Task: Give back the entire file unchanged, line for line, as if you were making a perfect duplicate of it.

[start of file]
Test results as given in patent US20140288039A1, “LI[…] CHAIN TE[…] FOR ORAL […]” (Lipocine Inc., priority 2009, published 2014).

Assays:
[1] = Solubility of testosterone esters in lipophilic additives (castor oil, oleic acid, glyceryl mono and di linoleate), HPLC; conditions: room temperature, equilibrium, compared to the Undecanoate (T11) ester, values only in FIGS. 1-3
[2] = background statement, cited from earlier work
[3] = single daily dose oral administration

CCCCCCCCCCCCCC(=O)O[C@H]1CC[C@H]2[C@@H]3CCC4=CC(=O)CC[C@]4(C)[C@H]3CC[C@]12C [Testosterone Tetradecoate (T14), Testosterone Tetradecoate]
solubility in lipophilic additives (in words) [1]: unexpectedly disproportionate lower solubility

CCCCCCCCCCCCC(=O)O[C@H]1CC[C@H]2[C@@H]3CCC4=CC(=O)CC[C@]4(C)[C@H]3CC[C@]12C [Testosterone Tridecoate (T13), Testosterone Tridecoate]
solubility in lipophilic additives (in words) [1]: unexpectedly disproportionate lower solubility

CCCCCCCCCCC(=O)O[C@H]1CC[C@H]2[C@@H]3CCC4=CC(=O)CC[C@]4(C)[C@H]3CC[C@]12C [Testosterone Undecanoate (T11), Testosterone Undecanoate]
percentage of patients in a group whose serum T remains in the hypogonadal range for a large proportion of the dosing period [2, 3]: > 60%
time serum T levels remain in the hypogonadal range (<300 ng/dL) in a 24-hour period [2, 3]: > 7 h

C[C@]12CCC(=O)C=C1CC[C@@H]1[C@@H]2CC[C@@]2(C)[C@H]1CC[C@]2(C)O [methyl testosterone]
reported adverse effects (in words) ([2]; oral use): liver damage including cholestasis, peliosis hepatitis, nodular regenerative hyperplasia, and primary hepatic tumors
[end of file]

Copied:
Test results as given in patent US20140288039A1, “LI[…] CHAIN TE[…] FOR ORAL […]” (Lipocine Inc., priority 2009, published 2014).

Assays:
[1] = Solubility of testosterone esters in lipophilic additives (castor oil, oleic acid, glyceryl mono and di linoleate), HPLC; conditions: room temperature, equilibrium, compared to the Undecanoate (T11) ester, values only in FIGS. 1-3
[2] = background statement, cited from earlier work
[3] = single daily dose oral administration

CCCCCCCCCCCCCC(=O)O[C@H]1CC[C@H]2[C@@H]3CCC4=CC(=O)CC[C@]4(C)[C@H]3CC[C@]12C [Testosterone Tetradecoate (T14), Testosterone Tetradecoate]
solubility in lipophilic additives (in words) [1]: unexpectedly disproportionate lower solubility

CCCCCCCCCCCCC(=O)O[C@H]1CC[C@H]2[C@@H]3CCC4=CC(=O)CC[C@]4(C)[C@H]3CC[C@]12C [Testosterone Tridecoate (T13), Testosterone Tridecoate]
solubility in lipophilic additives (in words) [1]: unexpectedly disproportionate lower solubility

CCCCCCCCCCC(=O)O[C@H]1CC[C@H]2[C@@H]3CCC4=CC(=O)CC[C@]4(C)[C@H]3CC[C@]12C [Testosterone Undecanoate (T11), Testosterone Undecanoate]
percentage of patients in a group whose serum T remains in the hypogonadal range for a large proportion of the dosing period [2, 3]: > 60%
time serum T levels remain in the hypogonadal range (<300 ng/dL) in a 24-hour period [2, 3]: > 7 h

C[C@]12CCC(=O)C=C1CC[C@@H]1[C@@H]2CC[C@@]2(C)[C@H]1CC[C@]2(C)O [methyl testosterone]
reported adverse effects (in words) ([2]; oral use): liver damage including cholestasis, peliosis hepatitis, nodular regenerative hyperplasia, and primary hepatic tumors